What does Judges 19:16 mean?
ESV: And behold, an old man was coming from his work in the field at evening. The man was from the hill country of Ephraim, and he was sojourning in Gibeah. The men of the place were Benjaminites.
NIV: That evening an old man from the hill country of Ephraim, who was living in Gibeah (the inhabitants of the place were Benjamites), came in from his work in the fields.
NASB: Then behold, an old man was coming out of the field from his work at evening. Now the man was from the hill country of Ephraim, and he was staying in Gibeah, but the men of the place were Benjaminites.
CSB: In the evening, an old man came in from his work in the field. He was from the hill country of Ephraim, but he was residing in Gibeah where the people were Benjaminites.
NLT: That evening an old man came home from his work in the fields. He was from the hill country of Ephraim, but he was living in Gibeah, where the people were from the tribe of Benjamin.
KJV: And, behold, there came an old man from his work out of the field at even, which was also of mount Ephraim; and he sojourned in Gibeah: but the men of the place were Benjamites.
Verse Commentary:
A traveling Levite (Judges 19:13–15) has been forced to hunker down in the city square of Gibeah. With him are his concubine and servant (Judges 19:10). Nobody in the town offered the customary hospitality expected in that culture, even though these travelers are also Israelites.

Finally, an old man working in the fields comes through the gate of the city. He is from Ephraim and only temporarily living in Gibeah. Unlike other men of the town, he is not of the tribe of Benjamin. Perhaps the old man had moved to Gibeah for seasonal employment. He will see the travelers and offer them kindness.

As it happens, the man's kindness is more than a formality. He will insist the group not sleep out in the square (Judges 19:20). The old man likely knows Gibeah is more than inhospitable; it's evil (Judges 19:22).
Verse Context:
Judges 19:11–21 explains how the Levite, his concubine, and his servant came to stay in the Israeli town of Gibeah. The man refuses to stop in the city of Jebus. Instead, they continue after dark to Gibeah. Oddly, no one there is willing to take them in. An older migrant worker sees the group and insists they avoid the square overnight. This parallels the comments Lot made to a pair of angels he encountered in Sodom (Genesis 19:2–7), and for good reason (Judges 19:22). What happens next is one of the most stomach-turning incidents in the entire Bible.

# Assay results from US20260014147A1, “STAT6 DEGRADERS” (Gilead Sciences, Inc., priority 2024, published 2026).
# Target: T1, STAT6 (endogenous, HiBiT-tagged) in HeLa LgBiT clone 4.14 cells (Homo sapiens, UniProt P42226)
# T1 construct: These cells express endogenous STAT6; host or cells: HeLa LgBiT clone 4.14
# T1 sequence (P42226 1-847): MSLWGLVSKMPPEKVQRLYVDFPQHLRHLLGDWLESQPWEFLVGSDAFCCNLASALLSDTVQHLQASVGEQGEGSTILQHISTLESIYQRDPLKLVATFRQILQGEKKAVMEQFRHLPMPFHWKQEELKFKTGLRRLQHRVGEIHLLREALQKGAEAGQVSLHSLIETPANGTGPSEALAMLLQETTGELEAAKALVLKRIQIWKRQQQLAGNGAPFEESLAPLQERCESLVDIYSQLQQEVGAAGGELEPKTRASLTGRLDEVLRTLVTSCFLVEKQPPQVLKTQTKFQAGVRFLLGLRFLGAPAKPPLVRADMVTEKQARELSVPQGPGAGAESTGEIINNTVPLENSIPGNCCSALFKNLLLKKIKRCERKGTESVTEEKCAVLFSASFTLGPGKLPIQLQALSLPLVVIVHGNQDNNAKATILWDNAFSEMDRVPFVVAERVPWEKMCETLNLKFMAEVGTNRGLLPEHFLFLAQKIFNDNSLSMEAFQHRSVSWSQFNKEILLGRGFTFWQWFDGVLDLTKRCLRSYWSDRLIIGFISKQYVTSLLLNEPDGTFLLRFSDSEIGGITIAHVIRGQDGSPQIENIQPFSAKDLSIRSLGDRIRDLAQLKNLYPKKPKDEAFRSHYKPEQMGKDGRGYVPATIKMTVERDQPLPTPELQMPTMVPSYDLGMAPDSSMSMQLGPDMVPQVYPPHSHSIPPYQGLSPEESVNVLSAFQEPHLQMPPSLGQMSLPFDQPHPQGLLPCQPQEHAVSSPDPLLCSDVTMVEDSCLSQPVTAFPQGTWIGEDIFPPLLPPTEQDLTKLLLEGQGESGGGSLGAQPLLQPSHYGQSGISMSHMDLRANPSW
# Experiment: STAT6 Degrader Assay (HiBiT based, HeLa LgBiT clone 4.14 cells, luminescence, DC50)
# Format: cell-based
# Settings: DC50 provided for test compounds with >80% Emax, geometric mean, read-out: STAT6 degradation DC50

Chapter Summary:
A Levite man travels to reconcile with his runaway concubine. On their way back home, they spend the night in the city of Gibeah, in the home of an old man. The wicked men of the town form a mob, demanding the Levite be handed over to be raped. Instead, the Levite forces his concubine outside; the mob rapes and beats her until sunrise. The Levite finds her body, carries it home, and cuts it into twelve pieces. He sends these pieces throughout Israel. This shocks the entire nation into demanding some action be taken against Gibeah.
Chapter Context:
This chapter's stomach-turning depravity provides another example of the great wickedness in Israel, in an era when everyone did whatever they wanted to without regard for law or God (Judges 21:25). A mob of rapists murders a Levite man's concubine. He sends pieces of her body throughout the nation. This shocks the people into demanding justice. In the following chapters, the tribe of Benjamin refuses to hand over their guilty members. Israel is plunged into civil war.
Book Summary:
The Book of Judges describes Israel's history from the death of Joshua to shortly before Israel's first king, Saul. Israel fails to complete God's command to purge the wicked Canaanites from the land (Deuteronomy 7:1–5; 9:4). This results in a centuries-long cycle where Israel falls into sin and is oppressed by local enemies. After each oppression, God sends a civil-military leader, labeled using a Hebrew word loosely translated into English as "judge." These appointed rescuers would free Israel from enemy control and govern for a certain time. After each judge's death, the cycle of sin and oppression begins again. This continues until the people of Israel choose a king, during the ministry of the prophet-and-judge Samuel (1 Samuel 1—7).
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